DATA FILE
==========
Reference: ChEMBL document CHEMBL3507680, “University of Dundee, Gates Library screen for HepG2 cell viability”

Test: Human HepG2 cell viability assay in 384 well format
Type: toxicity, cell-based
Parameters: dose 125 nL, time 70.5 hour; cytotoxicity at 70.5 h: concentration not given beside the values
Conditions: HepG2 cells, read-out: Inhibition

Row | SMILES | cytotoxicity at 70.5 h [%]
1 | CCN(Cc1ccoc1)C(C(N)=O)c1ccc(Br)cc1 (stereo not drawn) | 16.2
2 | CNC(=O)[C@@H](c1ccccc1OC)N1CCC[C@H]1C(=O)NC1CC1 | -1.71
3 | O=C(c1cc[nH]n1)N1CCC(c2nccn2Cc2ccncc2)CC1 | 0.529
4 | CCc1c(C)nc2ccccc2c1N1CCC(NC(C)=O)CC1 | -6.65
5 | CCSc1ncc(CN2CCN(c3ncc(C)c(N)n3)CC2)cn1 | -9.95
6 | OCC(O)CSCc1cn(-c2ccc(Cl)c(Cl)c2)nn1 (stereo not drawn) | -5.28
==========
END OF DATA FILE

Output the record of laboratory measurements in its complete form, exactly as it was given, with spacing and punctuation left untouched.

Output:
Reference: ChEMBL document CHEMBL3507680, “University of Dundee, Gates Library screen for HepG2 cell viability”

Test: Human HepG2 cell viability assay in 384 well format
Type: toxicity, cell-based
Parameters: dose 125 nL, time 70.5 hour; cytotoxicity at 70.5 h: concentration not given beside the values
Conditions: HepG2 cells, read-out: Inhibition

Row | SMILES | cytotoxicity at 70.5 h [%]
1 | CCN(Cc1ccoc1)C(C(N)=O)c1ccc(Br)cc1 (stereo not drawn) | 16.2
2 | CNC(=O)[C@@H](c1ccccc1OC)N1CCC[C@H]1C(=O)NC1CC1 | -1.71
3 | O=C(c1cc[nH]n1)N1CCC(c2nccn2Cc2ccncc2)CC1 | 0.529
4 | CCc1c(C)nc2ccccc2c1N1CCC(NC(C)=O)CC1 | -6.65
5 | CCSc1ncc(CN2CCN(c3ncc(C)c(N)n3)CC2)cn1 | -9.95
6 | OCC(O)CSCc1cn(-c2ccc(Cl)c(Cl)c2)nn1 (stereo not drawn) | -5.28